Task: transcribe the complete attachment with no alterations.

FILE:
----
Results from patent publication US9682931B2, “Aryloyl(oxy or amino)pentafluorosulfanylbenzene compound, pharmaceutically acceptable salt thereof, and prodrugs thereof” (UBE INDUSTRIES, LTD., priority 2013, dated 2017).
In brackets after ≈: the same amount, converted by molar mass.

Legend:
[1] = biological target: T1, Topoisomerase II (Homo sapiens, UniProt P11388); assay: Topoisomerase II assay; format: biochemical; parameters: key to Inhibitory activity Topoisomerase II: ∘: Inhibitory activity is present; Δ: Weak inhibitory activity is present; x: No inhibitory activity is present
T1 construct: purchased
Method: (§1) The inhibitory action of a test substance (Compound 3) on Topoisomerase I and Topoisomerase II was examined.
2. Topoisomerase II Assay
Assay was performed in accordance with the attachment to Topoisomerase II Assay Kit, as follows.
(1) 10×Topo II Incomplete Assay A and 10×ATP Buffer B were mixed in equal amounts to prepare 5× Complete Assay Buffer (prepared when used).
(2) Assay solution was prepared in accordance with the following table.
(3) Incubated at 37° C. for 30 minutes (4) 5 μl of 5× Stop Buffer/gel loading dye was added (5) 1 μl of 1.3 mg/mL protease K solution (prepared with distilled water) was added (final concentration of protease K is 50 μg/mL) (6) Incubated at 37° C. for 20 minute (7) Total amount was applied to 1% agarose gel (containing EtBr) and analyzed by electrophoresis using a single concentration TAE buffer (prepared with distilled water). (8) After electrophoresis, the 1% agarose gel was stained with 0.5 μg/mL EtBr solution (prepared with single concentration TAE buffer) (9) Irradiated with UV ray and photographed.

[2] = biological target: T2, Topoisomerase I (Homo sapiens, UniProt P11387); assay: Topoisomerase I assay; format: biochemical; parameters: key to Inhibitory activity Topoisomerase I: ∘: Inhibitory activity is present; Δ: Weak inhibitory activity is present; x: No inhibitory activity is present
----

Results from patent publication US9682931B2, “Aryloyl(oxy or amino)pentafluorosulfanylbenzene compound, pharmaceutically acceptable salt thereof, and prodrugs thereof” (UBE INDUSTRIES, LTD., priority 2013, dated 2017).
In brackets after ≈: the same amount, converted by molar mass.

Legend:
[1] = biological target: T1, Topoisomerase II (Homo sapiens, UniProt P11388); assay: Topoisomerase II assay; format: biochemical; parameters: key to Inhibitory activity Topoisomerase II: ∘: Inhibitory activity is present; Δ: Weak inhibitory activity is present; x: No inhibitory activity is present
T1 construct: purchased
Method: (§1) The inhibitory action of a test substance (Compound 3) on Topoisomerase I and Topoisomerase II was examined.
2. Topoisomerase II Assay
Assay was performed in accordance with the attachment to Topoisomerase II Assay Kit, as follows.
(1) 10×Topo II Incomplete Assay A and 10×ATP Buffer B were mixed in equal amounts to prepare 5× Complete Assay Buffer (prepared when used).
(2) Assay solution was prepared in accordance with the following table.
(3) Incubated at 37° C. for 30 minutes (4) 5 μl of 5× Stop Buffer/gel loading dye was added (5) 1 μl of 1.3 mg/mL protease K solution (prepared with distilled water) was added (final concentration of protease K is 50 μg/mL) (6) Incubated at 37° C. for 20 minute (7) Total amount was applied to 1% agarose gel (containing EtBr) and analyzed by electrophoresis using a single concentration TAE buffer (prepared with distilled water). (8) After electrophoresis, the 1% agarose gel was stained with 0.5 μg/mL EtBr solution (prepared with single concentration TAE buffer) (9) Irradiated with UV ray and photographed.

[2] = biological target: T2, Topoisomerase I (Homo sapiens, UniProt P11387); assay: Topoisomerase I assay; format: biochemical; parameters: key to Inhibitory activity Topoisomerase I: ∘: Inhibitory activity is present; Δ: Weak inhibitory activity is present; x: No inhibitory activity is present